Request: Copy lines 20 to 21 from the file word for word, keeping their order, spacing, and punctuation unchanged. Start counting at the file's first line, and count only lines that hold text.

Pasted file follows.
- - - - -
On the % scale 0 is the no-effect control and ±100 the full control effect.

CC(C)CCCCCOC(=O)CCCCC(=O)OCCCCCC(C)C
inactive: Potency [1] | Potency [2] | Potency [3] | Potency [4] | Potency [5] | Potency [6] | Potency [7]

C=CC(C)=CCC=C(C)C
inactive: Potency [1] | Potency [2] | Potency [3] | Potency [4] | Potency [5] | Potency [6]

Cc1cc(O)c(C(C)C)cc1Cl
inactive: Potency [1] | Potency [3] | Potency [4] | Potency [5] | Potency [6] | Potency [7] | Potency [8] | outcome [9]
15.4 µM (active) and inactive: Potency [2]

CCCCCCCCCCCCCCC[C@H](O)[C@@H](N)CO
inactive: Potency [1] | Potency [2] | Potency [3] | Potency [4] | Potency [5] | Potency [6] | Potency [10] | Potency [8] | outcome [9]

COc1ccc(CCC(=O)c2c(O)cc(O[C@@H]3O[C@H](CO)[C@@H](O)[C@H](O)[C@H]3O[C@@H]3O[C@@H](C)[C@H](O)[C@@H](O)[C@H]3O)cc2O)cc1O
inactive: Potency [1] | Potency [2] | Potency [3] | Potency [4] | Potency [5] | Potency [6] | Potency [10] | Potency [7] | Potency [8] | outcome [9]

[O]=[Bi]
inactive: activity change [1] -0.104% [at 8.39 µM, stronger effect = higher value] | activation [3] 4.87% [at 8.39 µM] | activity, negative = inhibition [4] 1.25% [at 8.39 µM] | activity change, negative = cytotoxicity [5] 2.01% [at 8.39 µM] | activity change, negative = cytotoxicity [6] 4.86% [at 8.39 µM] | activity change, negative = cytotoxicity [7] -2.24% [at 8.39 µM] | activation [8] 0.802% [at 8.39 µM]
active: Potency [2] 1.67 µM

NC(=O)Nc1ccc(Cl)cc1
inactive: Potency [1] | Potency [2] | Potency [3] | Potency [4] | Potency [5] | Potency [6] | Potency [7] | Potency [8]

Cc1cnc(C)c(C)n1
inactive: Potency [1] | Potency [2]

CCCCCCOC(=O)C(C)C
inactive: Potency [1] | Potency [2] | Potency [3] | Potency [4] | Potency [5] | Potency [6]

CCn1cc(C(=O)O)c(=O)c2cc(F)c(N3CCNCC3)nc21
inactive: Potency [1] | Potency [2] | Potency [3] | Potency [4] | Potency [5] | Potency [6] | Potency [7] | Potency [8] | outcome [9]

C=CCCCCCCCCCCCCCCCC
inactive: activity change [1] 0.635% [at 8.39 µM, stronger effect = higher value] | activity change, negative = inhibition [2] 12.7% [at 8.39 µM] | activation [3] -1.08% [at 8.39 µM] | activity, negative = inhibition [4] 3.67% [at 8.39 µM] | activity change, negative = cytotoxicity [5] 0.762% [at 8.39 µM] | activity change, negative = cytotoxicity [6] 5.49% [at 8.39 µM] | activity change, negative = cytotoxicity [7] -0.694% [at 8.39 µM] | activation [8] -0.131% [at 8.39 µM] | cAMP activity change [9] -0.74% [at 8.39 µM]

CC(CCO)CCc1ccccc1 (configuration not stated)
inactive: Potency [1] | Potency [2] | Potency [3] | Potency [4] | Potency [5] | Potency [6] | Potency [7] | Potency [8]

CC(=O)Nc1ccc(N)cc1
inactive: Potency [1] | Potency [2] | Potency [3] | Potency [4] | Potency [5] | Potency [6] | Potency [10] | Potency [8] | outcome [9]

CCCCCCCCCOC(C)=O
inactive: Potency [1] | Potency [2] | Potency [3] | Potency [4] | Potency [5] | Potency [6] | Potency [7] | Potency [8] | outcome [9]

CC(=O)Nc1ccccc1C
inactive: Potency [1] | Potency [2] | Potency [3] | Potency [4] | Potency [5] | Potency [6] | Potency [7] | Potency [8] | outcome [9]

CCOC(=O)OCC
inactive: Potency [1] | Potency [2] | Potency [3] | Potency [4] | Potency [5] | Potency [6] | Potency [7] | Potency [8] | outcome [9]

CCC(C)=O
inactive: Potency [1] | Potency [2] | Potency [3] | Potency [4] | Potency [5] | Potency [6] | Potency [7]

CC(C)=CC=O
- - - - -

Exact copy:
CCCCCCOC(=O)C(C)C
inactive: Potency [1] | Potency [2] | Potency [3] | Potency [4] | Potency [5] | Potency [6]